‘We can’t wait any longer!’ Arizona Governor Doug Ducey starts building $6m makeshift border wall
Arizona began moving in shipping containers Friday to plug a 1,000-foot gap in the border wall near Arizona’s southern Yuma farming community, with officials saying they were acting to stop migrants after repeated, unfulfilled promises by the Biden administration to stop the Surface.
“Arizona has had enough,” tweeted Doug Ducey, the state’s Republican governor, who will be re-elected in November.
‘We can’t wait any longer. The Biden administration’s lack of urgency on border security is a dereliction of duty.”
The Yuma sector of the border, 126 miles long, has seen a nearly 300 percent increase in ‘border encounters’ – migrants arrested by customs and border protection agents – this year compared to the same time frame in 2021.
The peak is the highest recorded by any of nine sectors: two in California, two in Arizona, one in New Mexico and Texas, and four in Texas alone.
Yuma has seen the third-highest number of “encounters” this year — only beaten by Del Rio and the Rio Grande sectors, both in Texas.
Ducey said his state had tried to convince the White House to do more but was frustrated.
Shipping containers are being put in place along the US-Mexico border in the Yuma sector
The bright orange and yellow sea containers will be put in place on Friday
“For the past two years, Arizona has made every effort to work with Washington to address the crisis at our border,” he continued.
“We intervened time and again to clean up their mess.
“Arizonas can no longer wait for the federal government to deliver on their delayed promises.”
The Arizona move is coming on federal land without explicit permission, with state contractors beginning to move in 60-foot-long shipping containers and stacking two of the 9-foot-tall containers on top of each other early Friday.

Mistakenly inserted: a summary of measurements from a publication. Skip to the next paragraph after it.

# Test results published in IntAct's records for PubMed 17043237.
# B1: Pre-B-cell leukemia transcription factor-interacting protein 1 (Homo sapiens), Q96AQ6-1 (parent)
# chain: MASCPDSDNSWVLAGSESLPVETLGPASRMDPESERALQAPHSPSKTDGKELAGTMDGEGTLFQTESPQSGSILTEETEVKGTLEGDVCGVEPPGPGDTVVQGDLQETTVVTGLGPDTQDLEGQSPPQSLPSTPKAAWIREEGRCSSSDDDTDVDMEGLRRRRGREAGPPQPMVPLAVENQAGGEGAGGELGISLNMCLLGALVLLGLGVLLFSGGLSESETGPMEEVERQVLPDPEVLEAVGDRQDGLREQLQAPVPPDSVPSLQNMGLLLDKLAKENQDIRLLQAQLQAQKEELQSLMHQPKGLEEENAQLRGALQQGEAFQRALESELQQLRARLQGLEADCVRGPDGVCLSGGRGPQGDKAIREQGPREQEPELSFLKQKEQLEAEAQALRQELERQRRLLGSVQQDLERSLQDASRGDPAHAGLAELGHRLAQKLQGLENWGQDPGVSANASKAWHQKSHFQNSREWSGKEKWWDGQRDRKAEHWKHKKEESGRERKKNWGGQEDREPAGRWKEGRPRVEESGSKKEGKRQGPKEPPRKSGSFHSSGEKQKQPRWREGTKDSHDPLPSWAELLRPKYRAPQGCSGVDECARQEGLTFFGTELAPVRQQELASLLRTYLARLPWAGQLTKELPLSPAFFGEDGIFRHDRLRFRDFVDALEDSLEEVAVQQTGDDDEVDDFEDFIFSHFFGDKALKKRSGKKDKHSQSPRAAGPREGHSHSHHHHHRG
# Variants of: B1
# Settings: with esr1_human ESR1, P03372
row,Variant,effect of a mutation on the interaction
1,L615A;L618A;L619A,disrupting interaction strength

They plan to complete the job in a few days and the containers will be covered with four feet of barbed wire, said Katie Ratlief, deputy chief of staff to Republican Governor Doug Ducey.
The state plans to fill in three holes in the border wall built during former President Donald Trump’s tenure, totaling 3,000 feet, in the coming weeks.
Governor Doug Ducey is seen last year in the Yuma sector of the US-Mexico border
“The federal government has committed to do this, but we can’t wait for their action,” Ratlief said.
John Mennell, a spokesman for Customs and Border Protection, said the agency had just learned of Arizona’s action and “is not prepared to comment at this time.”
The move is the latest backlash from a Republican-led border state to what they claim is Joe Biden’s inaction on immigration.
It was immediately prompted by the announcement of the end of the ‘Remain in Mexico’ program announced this week, said Ducey’s top attorney, Annie Foster.
Under that program, asylum seekers had to return to Mexico and wait for a court date, although thousands of migrants who entered the country were not returned.
Arizona has sent two to three buses carrying asylum seekers from Yuma to Washington in the past three months to make a political statement as the number of arriving migrants overwhelmed local resources.